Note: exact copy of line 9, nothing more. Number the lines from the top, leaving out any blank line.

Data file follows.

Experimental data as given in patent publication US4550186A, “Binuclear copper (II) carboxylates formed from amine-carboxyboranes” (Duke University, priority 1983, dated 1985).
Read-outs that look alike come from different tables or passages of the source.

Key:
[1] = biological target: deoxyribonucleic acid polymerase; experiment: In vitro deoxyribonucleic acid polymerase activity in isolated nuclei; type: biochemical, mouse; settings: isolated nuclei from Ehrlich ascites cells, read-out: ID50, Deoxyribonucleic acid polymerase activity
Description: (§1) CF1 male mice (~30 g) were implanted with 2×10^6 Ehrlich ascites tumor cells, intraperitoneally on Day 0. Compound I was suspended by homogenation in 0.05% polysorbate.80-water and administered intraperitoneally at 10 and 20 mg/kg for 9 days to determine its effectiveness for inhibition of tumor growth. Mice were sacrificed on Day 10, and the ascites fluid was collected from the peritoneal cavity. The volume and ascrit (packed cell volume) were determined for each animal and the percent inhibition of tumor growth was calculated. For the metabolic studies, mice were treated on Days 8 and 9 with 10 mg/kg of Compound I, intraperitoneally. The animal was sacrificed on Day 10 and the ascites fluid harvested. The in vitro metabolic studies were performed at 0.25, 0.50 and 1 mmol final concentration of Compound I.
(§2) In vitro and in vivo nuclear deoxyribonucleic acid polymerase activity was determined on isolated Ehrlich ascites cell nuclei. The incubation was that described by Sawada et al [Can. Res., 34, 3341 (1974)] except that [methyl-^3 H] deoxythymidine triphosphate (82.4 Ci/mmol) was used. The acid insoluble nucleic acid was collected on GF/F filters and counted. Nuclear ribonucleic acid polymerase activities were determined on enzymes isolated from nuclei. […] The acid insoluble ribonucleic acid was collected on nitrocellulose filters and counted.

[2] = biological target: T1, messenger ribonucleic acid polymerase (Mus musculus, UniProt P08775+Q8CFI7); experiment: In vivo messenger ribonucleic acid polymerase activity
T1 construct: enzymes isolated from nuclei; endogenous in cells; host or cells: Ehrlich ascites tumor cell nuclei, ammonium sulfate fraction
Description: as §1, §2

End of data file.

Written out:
Description: as §1, §2